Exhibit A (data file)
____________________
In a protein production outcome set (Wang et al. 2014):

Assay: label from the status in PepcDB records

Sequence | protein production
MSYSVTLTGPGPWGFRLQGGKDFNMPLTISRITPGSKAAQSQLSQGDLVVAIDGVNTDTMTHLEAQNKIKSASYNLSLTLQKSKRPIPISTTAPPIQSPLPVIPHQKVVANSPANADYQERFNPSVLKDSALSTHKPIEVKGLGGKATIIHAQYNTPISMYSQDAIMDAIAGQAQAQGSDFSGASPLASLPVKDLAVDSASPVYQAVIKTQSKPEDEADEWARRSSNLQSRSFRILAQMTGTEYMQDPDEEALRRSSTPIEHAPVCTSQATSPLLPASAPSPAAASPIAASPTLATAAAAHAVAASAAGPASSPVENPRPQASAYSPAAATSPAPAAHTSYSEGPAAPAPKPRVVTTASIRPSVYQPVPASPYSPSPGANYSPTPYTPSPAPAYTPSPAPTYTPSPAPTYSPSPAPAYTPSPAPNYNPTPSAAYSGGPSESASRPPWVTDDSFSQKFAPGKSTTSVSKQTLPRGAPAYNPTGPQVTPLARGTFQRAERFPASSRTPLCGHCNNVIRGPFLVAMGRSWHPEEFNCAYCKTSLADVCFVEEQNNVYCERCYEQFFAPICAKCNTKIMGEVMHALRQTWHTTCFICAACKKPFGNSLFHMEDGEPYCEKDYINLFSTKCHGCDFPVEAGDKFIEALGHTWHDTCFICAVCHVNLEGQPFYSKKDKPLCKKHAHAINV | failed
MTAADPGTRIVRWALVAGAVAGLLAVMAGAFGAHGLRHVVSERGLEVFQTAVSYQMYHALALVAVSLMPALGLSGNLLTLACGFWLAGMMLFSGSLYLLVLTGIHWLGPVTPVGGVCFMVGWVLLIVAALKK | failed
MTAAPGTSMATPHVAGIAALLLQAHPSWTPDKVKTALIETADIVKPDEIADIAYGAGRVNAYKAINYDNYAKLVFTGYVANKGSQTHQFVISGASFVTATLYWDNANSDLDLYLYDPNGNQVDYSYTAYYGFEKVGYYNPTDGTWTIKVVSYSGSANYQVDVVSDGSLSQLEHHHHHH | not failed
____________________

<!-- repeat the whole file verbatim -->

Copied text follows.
In a protein production outcome set (Wang et al. 2014):

Assay: label from the status in PepcDB records

Sequence | protein production
MSYSVTLTGPGPWGFRLQGGKDFNMPLTISRITPGSKAAQSQLSQGDLVVAIDGVNTDTMTHLEAQNKIKSASYNLSLTLQKSKRPIPISTTAPPIQSPLPVIPHQKVVANSPANADYQERFNPSVLKDSALSTHKPIEVKGLGGKATIIHAQYNTPISMYSQDAIMDAIAGQAQAQGSDFSGASPLASLPVKDLAVDSASPVYQAVIKTQSKPEDEADEWARRSSNLQSRSFRILAQMTGTEYMQDPDEEALRRSSTPIEHAPVCTSQATSPLLPASAPSPAAASPIAASPTLATAAAAHAVAASAAGPASSPVENPRPQASAYSPAAATSPAPAAHTSYSEGPAAPAPKPRVVTTASIRPSVYQPVPASPYSPSPGANYSPTPYTPSPAPAYTPSPAPTYTPSPAPTYSPSPAPAYTPSPAPNYNPTPSAAYSGGPSESASRPPWVTDDSFSQKFAPGKSTTSVSKQTLPRGAPAYNPTGPQVTPLARGTFQRAERFPASSRTPLCGHCNNVIRGPFLVAMGRSWHPEEFNCAYCKTSLADVCFVEEQNNVYCERCYEQFFAPICAKCNTKIMGEVMHALRQTWHTTCFICAACKKPFGNSLFHMEDGEPYCEKDYINLFSTKCHGCDFPVEAGDKFIEALGHTWHDTCFICAVCHVNLEGQPFYSKKDKPLCKKHAHAINV | failed
MTAADPGTRIVRWALVAGAVAGLLAVMAGAFGAHGLRHVVSERGLEVFQTAVSYQMYHALALVAVSLMPALGLSGNLLTLACGFWLAGMMLFSGSLYLLVLTGIHWLGPVTPVGGVCFMVGWVLLIVAALKK | failed
MTAAPGTSMATPHVAGIAALLLQAHPSWTPDKVKTALIETADIVKPDEIADIAYGAGRVNAYKAINYDNYAKLVFTGYVANKGSQTHQFVISGASFVTATLYWDNANSDLDLYLYDPNGNQVDYSYTAYYGFEKVGYYNPTDGTWTIKVVSYSGSANYQVDVVSDGSLSQLEHHHHHH | not failed